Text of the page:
Giving money and power to government is like giving whiskey and car keys to teenage boys.
- P. J. O'Rourkexinef
was wondering where I stand on corporate tax rates. Most participants in that debate have already decided that higher or lower taxes are better and confine their research to seeking out data points they can hurl against the other side. I have no interest in hanging out in the No Man's Land of that WWI-style debate.
To me the tax rates are just a symptom of how much the government is constraining people's liberty. There have to be some constraints--human nature is abhorrent in a political vacuum--but they should be minimized so we can give individuals the widest scope for their personal choices. How much money the government takes from people is not always as important as how it takes it from them. All the money comes from people, whether you have an income tax, property tax, sales tax, import tariff, land tax, or taxes on groups of people (aka the corporate tax). Anything that is taxed will be discouraged as people turn to more cost-effective uses of their work or leisure.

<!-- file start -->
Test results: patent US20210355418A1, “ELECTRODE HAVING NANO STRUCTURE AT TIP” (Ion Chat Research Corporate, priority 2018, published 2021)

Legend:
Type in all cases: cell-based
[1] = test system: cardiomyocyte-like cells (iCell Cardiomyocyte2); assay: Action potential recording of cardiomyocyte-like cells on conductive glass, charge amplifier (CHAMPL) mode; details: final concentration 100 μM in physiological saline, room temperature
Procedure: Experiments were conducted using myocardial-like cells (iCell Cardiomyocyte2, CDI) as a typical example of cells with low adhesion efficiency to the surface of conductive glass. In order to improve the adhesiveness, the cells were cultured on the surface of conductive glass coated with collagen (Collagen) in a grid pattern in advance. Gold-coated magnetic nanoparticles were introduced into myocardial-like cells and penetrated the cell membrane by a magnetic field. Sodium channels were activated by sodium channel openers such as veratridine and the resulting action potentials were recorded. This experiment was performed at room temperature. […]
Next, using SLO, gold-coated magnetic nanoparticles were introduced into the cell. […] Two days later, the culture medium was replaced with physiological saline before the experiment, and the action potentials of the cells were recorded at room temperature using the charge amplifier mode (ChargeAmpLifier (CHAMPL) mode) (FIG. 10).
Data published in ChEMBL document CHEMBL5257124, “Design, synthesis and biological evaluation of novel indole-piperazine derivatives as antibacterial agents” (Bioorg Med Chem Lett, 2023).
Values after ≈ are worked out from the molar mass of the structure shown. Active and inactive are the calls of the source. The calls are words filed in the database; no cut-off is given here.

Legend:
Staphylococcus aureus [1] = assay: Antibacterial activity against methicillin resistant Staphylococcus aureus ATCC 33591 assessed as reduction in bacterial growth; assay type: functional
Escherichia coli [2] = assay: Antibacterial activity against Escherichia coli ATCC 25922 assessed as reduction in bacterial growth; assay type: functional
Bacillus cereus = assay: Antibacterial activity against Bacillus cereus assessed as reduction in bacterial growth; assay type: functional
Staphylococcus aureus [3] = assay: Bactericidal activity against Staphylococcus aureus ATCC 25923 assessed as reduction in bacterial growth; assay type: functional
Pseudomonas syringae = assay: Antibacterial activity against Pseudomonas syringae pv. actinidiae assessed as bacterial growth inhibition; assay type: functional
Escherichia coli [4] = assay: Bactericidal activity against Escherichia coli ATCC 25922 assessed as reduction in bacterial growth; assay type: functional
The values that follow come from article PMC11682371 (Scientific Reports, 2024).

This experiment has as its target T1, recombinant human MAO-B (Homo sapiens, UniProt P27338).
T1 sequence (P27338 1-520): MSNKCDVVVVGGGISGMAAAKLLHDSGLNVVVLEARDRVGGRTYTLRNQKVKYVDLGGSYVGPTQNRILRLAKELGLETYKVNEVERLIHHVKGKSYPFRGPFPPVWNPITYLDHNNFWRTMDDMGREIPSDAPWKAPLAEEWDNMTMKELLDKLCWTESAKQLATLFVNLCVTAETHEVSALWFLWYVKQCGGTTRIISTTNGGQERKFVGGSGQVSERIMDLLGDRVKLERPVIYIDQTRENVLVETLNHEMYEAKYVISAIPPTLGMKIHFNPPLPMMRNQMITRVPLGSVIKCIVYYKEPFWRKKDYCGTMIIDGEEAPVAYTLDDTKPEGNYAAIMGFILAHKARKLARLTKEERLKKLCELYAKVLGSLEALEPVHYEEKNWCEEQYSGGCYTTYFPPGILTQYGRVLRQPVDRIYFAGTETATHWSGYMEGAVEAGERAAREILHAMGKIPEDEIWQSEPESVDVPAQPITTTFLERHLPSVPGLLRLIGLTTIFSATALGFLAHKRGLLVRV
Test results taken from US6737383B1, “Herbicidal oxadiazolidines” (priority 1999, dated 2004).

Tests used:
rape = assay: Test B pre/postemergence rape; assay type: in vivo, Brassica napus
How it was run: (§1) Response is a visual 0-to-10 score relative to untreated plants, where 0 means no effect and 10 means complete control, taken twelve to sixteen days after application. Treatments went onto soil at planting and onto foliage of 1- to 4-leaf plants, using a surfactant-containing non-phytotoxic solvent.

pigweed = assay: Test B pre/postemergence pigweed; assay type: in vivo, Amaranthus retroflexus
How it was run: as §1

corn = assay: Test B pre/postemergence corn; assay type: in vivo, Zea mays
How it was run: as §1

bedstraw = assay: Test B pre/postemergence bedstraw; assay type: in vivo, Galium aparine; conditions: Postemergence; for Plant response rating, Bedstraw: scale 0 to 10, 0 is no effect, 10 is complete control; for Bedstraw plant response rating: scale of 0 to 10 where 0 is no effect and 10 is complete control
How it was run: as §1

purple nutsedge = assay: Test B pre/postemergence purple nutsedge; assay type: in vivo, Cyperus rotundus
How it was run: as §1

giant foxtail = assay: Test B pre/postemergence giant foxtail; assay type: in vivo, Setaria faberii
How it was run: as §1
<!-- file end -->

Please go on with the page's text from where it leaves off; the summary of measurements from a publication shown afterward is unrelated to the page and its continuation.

The big danger is the government deciding to use tax policy to manipulate people into behaving a certain way. Now it's not just restricting liberty by reducing the resources they have for their choices but putting a thumb on the scales to force people toward one option. Sales taxes are applied to "bad" foods, not "good" ones. Owning a house gives an income tax deduction, renting doesn't. Corporations carefully distinguish between "research and development" and "proposals" to ensure they jump through the IRS's hoops.
I think we're at the point where the overhead in analyzing what people owe in taxes and the lost utility in making local decisions outweights the cost of the taxes themselves. We're a rich country, we can afford to give the government a lot of money. It's the time that comes out of everyone's life and the choices made at a legislature's whim that's the real cost.
There's many proposals for redoing the tax system. Flat tax, VAT, land tax, etc., could all be an improvement over the current system. What I'd want is to minimize the amount of worrying people do over how to deal with their taxes. Then let's fuss about what's the optimum rate for job growth. Current Mood: cranky